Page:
Yet the timing remains suspect. Margaret is pushing herself to extremes professionally and personally and the thought of losing Abbie to school can be enough to spark the memories she has repressed as far as losing her baby with David. Is his appearance therefore a figment of her imagination? Maybe. As the police officer she enlists for help admits, nothing can be done unless he harms her. If David keeps his distance in public places without doing anything but existing in the periphery to augment her fear, he’s legally within his rights. So, what if Margaret’s mind has conjured him to give life to her unease? What if her mind has crafted an elaborate scheme to amplify her trauma to the point of refusing to let Abbie go?

The psychological ramification of her present state is authentically drawn. What she believes David can do is feasible and what she’s willing to do to combat it is too. The question is thus whether the cost will prove too much. Following her gut to stalk him means letting everything else suffer. Suddenly she’s not going to work. She’s not sleeping. She’s moving the “over-protective parent” gauge beyond a healthy threshold and ultimately causing Abbie to fear her more than any “stranger” who may or may not be hiding in the shadows. It’s the perfect set-up for a metaphorical reckoning that thrillers of this type must possess to prove their worth and yet Semans decides to take things even further by making said metaphor real. Contextually speaking at least.

I won’t ruin the “bonkers” aspect of Margaret and David’s past. Just know that the film treats it as truth. Her fear and his menace both hinge upon that shared history and progress forward through its reality. There’s no time to therefore laugh. There’s no time to even try and find the strings to pull that might reveal the holes in the plot. All we receive are the escalating stakes surrounding what David represents and what the past twenty-two years have given Margaret the ability to do that she couldn’t then. Will she push him too far and risk Abbie’s life? Will his games force Margaret’s hand to act first? Will Abbie stick around long enough to find out? It all leads to an unforgettably gruesome genre climax.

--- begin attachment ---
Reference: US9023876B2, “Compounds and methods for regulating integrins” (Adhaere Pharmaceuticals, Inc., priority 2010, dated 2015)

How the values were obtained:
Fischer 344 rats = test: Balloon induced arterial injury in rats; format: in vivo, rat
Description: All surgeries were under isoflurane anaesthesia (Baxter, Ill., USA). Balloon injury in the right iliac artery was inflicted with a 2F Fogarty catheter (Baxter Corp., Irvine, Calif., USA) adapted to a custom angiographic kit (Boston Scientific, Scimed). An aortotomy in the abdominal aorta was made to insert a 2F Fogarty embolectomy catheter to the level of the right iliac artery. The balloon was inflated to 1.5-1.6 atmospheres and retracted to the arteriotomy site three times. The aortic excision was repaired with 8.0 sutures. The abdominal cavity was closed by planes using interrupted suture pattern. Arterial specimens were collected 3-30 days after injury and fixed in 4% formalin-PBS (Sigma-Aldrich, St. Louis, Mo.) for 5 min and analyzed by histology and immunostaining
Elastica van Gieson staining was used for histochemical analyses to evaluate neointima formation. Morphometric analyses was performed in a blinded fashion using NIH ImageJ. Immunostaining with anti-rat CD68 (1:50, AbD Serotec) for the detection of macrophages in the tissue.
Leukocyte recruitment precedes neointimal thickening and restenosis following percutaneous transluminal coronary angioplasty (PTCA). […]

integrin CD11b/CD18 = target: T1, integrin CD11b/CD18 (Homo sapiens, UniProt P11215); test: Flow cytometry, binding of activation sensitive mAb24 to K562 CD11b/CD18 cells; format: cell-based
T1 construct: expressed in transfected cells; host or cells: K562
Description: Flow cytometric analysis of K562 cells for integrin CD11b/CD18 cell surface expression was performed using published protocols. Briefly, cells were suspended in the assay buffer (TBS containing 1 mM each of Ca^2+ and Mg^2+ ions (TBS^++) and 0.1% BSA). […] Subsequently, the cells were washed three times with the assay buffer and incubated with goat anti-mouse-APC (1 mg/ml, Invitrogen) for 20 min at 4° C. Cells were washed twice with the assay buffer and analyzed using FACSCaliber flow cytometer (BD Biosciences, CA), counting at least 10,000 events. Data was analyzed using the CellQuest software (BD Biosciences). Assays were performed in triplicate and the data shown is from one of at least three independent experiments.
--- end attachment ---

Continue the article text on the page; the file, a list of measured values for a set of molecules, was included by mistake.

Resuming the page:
Should we take it at face value? That’s in the eye of the beholder. Resurrection centering Margaret’s experience doesn’t mean we can’t still have been tricked (and a stark tonal shift for the denouement almost screams that we have courtesy of a brilliant sensory crescendo before cutting to black). Either everything we witnessed was filtered through a broken mind desperate to make sense of her worst nightmare or Semans’ world is one where the impossible is possible. Regardless, neither answer negates what Margaret goes through. She couldn’t save her baby then and won’t make the same mistake twice. Does it matter whether Abbie needs that protection? No. What matters is that Margaret won’t run away. Not from David. Not from her demons. This is what she must do.

[1] Rebecca Hall as “Margaret” in Andrew Semans’ RESURRECTION. Courtesy of IFC Films. An IFC Films release.
[2] (L-R) Tim Roth as “David” andRebecca Hall as “Margaret” in Andrew Semans’ RESURRECTION. Courtesy of IFC Films. An IFC Films release.
[3] Rebecca Hall as “Margaret” in Andrew Semans’ RESURRECTION. Courtesy of IFC Films. An IFC Films release.

Leave a Comment

This site uses Akismet to reduce spam. Learn how your comment data is processed.